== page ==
I got to thinking about the new ID badges they passed out at work a while ago. We now have to pass the badge over a scanner to gain access to different areas and departments at work. How do those things work? Obviously some kind of radio frequency was being used, but the badges contain no batteries. They must be transponders of some kind. What’s going on here?
Well this led to a little research on the internet. The badges use a device called Radio Frequency ID, or RFID. Get used to that term, they are about to burst into the mainstream. These tiny little radio transponders could bring about some big changes in society. Unlike bar codes which must be manually scanned, RFID tags are automatically read when they come in proximity to a reader. Since passive RFID tags require no batteries or moving parts, they offer long term durability and shelf life. New RFID tags are so small they can be embedded in just about anything, bank notes, clothes, pets, and even students. Okay, maybe they’re not implanted in students yet, but the principal in that Wired article sounds like he would be amenable to such a development. He touts the ability of the system to track students location in and out of school, to constantly monitor students for their own safety. Uh, kinda like Big Brother?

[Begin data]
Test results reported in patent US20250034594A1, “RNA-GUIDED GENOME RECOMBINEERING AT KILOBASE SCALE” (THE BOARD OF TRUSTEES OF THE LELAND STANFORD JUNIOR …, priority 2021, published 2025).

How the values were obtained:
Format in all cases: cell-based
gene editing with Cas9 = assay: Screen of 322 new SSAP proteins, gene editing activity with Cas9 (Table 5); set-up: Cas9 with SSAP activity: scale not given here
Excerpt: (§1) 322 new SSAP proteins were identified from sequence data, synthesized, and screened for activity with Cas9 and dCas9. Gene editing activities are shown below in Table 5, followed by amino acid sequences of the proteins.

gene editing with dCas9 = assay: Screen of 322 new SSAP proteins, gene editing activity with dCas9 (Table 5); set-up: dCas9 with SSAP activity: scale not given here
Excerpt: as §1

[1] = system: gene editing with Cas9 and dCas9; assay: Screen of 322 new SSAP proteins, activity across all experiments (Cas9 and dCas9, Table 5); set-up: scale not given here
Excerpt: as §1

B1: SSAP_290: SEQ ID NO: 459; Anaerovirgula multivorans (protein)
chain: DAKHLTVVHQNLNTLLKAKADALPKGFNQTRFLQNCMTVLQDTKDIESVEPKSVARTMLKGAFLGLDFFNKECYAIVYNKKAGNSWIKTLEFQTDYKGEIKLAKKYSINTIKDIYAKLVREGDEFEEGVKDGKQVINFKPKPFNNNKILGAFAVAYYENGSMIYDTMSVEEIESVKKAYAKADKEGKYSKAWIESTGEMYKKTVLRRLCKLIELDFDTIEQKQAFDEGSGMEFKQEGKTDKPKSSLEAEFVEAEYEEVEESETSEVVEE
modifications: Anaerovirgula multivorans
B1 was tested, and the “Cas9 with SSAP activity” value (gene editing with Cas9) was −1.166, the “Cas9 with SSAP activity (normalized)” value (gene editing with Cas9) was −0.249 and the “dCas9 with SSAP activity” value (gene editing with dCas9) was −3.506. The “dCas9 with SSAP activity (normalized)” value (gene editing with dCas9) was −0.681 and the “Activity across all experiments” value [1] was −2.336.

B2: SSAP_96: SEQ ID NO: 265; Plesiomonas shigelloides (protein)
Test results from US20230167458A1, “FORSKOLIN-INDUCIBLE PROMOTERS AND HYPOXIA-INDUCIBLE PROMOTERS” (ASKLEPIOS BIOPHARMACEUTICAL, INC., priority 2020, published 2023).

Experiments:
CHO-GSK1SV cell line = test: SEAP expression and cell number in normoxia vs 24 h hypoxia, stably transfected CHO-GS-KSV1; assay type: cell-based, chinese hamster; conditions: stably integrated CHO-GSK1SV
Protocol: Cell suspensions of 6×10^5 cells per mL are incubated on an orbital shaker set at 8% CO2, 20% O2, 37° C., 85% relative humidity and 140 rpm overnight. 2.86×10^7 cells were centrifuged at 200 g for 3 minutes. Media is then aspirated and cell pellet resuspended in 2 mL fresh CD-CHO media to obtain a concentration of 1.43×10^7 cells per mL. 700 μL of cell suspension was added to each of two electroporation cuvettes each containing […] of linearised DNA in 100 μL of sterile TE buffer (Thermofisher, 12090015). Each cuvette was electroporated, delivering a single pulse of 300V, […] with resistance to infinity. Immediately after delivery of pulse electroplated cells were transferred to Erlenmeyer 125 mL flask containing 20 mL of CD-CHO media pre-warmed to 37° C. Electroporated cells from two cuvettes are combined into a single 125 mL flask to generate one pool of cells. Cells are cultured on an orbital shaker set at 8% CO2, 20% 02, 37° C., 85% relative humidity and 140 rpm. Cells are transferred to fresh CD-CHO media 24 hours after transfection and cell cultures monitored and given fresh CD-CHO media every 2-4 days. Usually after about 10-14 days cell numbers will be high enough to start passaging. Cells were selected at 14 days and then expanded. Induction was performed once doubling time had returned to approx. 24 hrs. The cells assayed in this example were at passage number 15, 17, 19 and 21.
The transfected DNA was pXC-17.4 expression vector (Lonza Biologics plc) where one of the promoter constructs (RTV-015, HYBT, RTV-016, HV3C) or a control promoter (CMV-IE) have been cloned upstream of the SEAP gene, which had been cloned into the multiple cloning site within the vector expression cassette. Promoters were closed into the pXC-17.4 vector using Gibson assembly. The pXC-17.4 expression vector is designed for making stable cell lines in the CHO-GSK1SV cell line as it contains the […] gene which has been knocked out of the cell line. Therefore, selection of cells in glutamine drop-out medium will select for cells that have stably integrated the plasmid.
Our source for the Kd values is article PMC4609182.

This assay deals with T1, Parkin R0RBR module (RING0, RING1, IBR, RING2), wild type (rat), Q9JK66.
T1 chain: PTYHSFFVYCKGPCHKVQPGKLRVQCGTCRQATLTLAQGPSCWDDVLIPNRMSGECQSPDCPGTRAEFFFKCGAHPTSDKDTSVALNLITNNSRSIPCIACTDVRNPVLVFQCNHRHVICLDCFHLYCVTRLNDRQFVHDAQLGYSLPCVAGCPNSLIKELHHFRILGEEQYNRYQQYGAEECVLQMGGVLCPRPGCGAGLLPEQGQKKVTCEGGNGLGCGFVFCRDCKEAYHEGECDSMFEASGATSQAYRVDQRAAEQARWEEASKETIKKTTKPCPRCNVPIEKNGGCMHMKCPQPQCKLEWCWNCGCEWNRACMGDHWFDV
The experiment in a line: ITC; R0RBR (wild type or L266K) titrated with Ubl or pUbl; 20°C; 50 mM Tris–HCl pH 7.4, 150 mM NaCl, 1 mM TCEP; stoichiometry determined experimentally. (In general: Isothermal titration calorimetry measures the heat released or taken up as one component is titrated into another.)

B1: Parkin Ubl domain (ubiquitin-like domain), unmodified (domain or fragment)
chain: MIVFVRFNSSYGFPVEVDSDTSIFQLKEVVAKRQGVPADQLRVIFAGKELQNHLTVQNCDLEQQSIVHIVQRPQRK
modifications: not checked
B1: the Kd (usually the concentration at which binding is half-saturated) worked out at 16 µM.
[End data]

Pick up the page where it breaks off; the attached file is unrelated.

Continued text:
RFID is poised to become ubiquitous due to a big push by Wal-Mart to replace bar codes with RFID tagged items in stores. And when Wal-Mart talks, suppliers listen. The fear of civil libertarians is that RFID tags will be used to intrude on personal privacy. Think of last year’s movie, Minority Report. Whenever Tom Cruise walked around in public, retinal scanners instantly ID’ed him. People fear something just like that, but instead of using eyes to ID somebody, a halo of almost microscopic RFID tags would signal a person’s presence and their every move.